Karla E, 24, Chino, CA, Born in Mexico
Anthropologist and activist, I am on a mission: to teach until I can earn enough money for grad school where I will study forensic anthropology. But I’m not just focused on my own future, but on the future of all the Undocumented. Unlike my parents who keep a low profile, I’m outspoken and, thanks to DACA, have successfully received deferred-action status.
If the government tries to deport me, I will not go quietly. I will call attorneys and organizations and make my case on social media. I’m going to fight to stay in this country. This is my home.
I was first brought to the U.S. when I was five during Mexico’s recession when the economy collapsed causing my family to lose everything. My parents tried to return for a while when I was nine but re-entered the States when I was 13 and have been here ever since. We made our home in what was then a hostile California. Now our state is leading the nation in immigration reform. But the rhetoric from Prop 187 days is back and now has a national voice in the leading GOP presidential contender. The big difference these days is that the young Undocumented are more connected to our native-born peers, teachers and others in our community both on a personal level and through social media. We just want others to realize we have the same aspirations, work ethic and rights as those who were born in this country.
When my family first came to the States, every day was hard. Just finding enough money to buy milk for my nine-month-old brother was a challenge. But my parents got jobs and worked hard. They were away from home much of the time because of their long hours, but they did what they had to do to provide for us. They taught us how to endure and to achieve. They emphasized the importance of a good education. It was when I applied for university that I realized how much my life would be affected by my being Undocumented. My high school counselor told me that because I was Undocumented, I could never go to college, that I was better off going back to Mexico. My dreams were shattered but I enrolled in community college. There was no California Dream Act then, so I covered my fees and books by working while going to school. My parents kept me believing in myself and eventually I transferred to UCLA where I studied anthropology and graduated with a BA.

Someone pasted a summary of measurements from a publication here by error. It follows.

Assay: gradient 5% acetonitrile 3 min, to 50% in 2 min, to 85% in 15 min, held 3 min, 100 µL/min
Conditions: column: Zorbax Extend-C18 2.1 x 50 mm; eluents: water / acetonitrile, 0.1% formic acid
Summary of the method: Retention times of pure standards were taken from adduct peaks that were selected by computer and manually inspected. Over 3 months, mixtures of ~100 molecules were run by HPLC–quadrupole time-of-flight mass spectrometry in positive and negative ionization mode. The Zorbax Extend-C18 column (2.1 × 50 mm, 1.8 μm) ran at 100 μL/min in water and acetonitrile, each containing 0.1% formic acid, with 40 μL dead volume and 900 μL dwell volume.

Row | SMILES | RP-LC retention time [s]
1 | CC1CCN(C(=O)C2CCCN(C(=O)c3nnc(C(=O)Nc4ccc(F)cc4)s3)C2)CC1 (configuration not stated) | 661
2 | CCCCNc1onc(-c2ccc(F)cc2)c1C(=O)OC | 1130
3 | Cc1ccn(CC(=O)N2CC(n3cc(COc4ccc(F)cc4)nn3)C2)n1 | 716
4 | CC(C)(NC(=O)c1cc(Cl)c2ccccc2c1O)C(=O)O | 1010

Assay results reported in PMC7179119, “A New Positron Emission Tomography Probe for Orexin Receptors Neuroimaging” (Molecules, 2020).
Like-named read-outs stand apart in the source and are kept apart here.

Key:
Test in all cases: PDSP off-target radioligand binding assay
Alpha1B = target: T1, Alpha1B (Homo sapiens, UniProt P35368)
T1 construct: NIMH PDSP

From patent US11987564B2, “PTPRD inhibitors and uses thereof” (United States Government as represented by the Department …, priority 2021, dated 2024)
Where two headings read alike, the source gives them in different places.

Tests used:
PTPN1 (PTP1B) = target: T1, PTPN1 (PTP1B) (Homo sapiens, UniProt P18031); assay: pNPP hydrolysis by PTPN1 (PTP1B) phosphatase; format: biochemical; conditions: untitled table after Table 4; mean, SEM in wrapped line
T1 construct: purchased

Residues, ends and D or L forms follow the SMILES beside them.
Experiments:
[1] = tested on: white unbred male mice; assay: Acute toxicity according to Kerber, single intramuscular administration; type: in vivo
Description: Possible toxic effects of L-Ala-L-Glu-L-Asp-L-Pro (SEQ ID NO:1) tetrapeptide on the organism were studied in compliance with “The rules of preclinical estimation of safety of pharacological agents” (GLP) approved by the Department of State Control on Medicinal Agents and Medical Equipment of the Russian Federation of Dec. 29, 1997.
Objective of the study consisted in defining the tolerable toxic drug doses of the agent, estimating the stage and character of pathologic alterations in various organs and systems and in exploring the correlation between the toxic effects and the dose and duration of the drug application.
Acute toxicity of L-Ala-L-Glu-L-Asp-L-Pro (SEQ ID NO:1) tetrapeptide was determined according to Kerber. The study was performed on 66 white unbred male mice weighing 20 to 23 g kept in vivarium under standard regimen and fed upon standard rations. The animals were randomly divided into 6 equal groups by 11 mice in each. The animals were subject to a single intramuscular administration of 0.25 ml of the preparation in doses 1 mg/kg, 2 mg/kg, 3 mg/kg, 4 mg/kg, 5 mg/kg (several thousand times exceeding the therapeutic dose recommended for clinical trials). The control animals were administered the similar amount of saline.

At one point my activism for immigration reform caused me to let my studies slide but my parents encouraged me to pursue the educational opportunities they had come to the States to find for their children. Now I balance my life better and I have even asked my parents to come listen to the stories of the Undocumented. My parents find the stories sad, but I find them powerful and motivating. My parents are proud of my courage and tenacity even as they worry about me.
I joined other Undocumented in protests in Costa Mesa and acts of civil disobedience in Washington. By 2010, I started to identify myself as “undocumented and unafraid.” When DACA was introduced, it changed my life. I could finally find a job that supported my studies. I was even able to take advantage of a UCLA study program, traveling to Europe to see firsthand all the art and architecture. I was inspired to continue my education and my activism. I started a blog, https://undocutravelers.wordpress.com, at UCLA which helped other undocumented students study abroad, to share the experiences I had had.
My advantages under DACA just make me realize that my parents are still living without any deferred-action protections, much less a path to citizenship. Deferred action is not enough. We need immigration reform for our parents who sacrificed everything to come to the States to provide a better future for their children. I am who I am because of all they taught me about being a good, hardworking person. I am much more than Undocumented. This term does not define me. I am an American in every way except on paper. I just want to be seen as a human being, not a stereotype. I’m a fighter and I plan to battle for my rights and those of all the Undocumented.